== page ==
The Malaysian animation industry (“Animasi” in Malay) arguably originates from the wayang kulit puppetry style, where puppeteers control figures rear-projected on a taut linen screen. From that seed the industry grew, developing over the decades and finding support from figures like Dr Mahathir Mohamad, the fourth Prime Minister of Malaysia, who developed Malaysia’s animation sector as part of his plans for modernizing the country. The early 2000s saw Malaysia’s first computer-animated efforts, with projects like Nien Resurrection and Skyland. As the decade progressed, the Malaysian industry went global, with animation companies promoting their country’s culture worldwide. Projects like Bola Kampung and Ejen Ali were picked up by the likes of Disney, and in 2020 Malaysia became the first ASEAN country to have an animated film considered for the Best Animation Film category in the Academy Awards.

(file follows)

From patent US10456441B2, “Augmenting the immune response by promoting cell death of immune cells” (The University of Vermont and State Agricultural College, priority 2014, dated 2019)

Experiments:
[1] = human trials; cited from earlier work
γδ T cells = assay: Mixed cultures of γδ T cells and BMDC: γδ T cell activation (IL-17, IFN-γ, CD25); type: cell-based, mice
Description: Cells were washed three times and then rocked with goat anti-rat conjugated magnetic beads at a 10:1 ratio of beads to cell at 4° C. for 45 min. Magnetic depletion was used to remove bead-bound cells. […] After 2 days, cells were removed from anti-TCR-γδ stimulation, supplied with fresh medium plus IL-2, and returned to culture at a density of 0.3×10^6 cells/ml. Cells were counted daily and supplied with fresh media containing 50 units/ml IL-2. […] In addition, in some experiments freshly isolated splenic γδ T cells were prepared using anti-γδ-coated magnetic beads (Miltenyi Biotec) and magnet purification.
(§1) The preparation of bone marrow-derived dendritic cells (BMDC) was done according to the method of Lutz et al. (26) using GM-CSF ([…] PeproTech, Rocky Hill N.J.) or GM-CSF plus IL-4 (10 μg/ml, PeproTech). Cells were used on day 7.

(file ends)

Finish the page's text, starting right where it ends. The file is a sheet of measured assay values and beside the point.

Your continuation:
Lil Critter Workshop is one of Malaysia’s many animation production houses to have contributed to this evolving cultural story, with shows such as Hogie the Globehopper and Buck & Buddy selling to many leading broadcasters and platforms – including Netflix, Cartoon Network, and Discovery Kids.
“We’re headquartered in Malaysia and have a studio in the UK,” says Ezarisyirwan Basri, Head of Studio and Productions at Lil Critter. “Our goal is to create content that resonates with global audiences, and I think our fusion of cultures and ideas enables us to harness different voices to tell stories that are high-energy, bold, and fun. In this sense, we do not differ much from studios in any other creative industry. We all just want an opportunity to share stories that entertain and delight!”